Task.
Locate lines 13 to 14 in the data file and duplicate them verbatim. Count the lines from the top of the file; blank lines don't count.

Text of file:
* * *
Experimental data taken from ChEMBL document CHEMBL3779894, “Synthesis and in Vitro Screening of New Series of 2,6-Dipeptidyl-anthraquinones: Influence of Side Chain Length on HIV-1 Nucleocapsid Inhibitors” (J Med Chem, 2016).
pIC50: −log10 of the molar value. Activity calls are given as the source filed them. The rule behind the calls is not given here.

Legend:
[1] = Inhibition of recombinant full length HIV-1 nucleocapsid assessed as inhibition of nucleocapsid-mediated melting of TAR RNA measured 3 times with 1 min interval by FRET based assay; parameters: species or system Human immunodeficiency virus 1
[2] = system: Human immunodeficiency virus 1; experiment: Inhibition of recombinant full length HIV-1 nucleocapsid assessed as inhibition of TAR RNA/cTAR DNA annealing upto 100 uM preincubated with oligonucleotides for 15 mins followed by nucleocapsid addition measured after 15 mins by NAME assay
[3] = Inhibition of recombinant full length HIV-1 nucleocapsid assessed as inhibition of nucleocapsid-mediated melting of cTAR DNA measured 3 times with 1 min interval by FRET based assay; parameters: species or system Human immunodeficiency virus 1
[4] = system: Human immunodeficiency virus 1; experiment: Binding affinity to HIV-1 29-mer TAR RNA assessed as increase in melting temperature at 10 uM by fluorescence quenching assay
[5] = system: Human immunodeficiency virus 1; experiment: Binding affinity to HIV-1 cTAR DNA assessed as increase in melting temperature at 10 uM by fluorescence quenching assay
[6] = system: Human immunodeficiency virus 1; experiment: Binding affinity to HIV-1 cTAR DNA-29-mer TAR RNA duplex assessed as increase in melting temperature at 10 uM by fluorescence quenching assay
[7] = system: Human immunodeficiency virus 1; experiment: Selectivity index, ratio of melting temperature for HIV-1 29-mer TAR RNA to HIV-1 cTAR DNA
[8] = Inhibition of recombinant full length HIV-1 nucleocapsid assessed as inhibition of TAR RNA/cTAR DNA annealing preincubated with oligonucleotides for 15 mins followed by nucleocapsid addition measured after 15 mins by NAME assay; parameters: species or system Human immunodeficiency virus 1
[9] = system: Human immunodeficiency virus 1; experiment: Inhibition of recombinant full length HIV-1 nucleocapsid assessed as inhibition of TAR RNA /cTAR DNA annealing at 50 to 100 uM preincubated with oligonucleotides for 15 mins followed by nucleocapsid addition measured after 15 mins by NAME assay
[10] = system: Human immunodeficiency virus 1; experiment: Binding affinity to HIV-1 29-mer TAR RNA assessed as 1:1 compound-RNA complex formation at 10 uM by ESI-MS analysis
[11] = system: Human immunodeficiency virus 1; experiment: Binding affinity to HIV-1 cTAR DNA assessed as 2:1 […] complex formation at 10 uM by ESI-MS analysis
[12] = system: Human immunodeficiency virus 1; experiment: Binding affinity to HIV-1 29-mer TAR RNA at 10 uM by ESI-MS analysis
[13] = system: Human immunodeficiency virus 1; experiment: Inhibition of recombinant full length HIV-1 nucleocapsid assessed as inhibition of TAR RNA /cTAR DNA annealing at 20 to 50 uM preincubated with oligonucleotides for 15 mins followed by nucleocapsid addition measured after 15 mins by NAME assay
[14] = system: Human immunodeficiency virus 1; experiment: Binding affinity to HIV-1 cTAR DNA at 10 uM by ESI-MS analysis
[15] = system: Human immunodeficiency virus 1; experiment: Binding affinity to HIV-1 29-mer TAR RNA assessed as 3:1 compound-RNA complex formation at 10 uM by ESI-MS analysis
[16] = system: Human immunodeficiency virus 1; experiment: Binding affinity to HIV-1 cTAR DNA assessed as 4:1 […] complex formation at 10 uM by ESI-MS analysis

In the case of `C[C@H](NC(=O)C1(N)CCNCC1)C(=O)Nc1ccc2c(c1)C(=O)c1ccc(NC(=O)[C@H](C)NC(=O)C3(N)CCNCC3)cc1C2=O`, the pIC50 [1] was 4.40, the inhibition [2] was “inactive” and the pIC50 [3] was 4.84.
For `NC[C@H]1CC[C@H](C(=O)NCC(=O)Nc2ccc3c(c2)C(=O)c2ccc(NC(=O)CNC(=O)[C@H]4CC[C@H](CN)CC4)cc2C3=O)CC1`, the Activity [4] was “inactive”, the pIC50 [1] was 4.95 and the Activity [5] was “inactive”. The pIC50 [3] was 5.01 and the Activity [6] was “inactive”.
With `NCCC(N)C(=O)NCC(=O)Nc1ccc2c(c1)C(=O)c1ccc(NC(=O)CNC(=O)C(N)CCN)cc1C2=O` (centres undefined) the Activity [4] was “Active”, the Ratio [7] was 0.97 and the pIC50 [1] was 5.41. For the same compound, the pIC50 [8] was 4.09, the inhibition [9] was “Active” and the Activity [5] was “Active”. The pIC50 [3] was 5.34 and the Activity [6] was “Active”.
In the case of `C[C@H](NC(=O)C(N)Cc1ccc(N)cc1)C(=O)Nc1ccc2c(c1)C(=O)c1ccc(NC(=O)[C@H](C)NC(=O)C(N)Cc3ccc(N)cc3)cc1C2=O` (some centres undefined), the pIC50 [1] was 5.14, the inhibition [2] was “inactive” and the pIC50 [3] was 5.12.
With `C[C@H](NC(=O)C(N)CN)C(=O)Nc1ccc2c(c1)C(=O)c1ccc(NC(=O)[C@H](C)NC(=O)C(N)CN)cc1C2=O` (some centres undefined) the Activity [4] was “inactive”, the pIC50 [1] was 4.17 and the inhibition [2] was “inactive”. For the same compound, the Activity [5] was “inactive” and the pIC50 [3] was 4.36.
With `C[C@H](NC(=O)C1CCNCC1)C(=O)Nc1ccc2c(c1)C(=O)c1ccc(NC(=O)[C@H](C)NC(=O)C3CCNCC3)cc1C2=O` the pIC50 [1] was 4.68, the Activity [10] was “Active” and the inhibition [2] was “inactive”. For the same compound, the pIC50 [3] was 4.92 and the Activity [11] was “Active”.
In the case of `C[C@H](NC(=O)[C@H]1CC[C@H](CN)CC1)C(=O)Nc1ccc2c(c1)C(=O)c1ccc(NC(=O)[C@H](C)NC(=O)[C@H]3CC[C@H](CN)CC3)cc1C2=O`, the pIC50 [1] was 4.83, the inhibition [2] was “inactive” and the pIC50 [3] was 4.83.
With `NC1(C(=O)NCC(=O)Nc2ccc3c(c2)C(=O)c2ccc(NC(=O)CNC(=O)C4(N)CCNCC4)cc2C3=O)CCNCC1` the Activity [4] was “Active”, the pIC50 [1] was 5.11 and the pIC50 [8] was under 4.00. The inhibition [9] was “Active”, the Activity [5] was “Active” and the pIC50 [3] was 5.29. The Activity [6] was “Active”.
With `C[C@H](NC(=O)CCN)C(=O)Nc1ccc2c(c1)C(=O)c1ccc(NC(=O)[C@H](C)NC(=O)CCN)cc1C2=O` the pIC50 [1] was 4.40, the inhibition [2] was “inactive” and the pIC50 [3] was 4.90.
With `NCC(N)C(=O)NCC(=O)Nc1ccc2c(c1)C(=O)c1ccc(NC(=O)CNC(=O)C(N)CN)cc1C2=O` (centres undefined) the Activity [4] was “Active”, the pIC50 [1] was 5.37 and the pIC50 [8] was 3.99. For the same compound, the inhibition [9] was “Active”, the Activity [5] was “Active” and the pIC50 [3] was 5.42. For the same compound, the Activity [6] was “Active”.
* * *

[10] = system: Human immunodeficiency virus 1; experiment: Binding affinity to HIV-1 29-mer TAR RNA assessed as 1:1 compound-RNA complex formation at 10 uM by ESI-MS analysis
[11] = system: Human immunodeficiency virus 1; experiment: Binding affinity to HIV-1 cTAR DNA assessed as 2:1 […] complex formation at 10 uM by ESI-MS analysis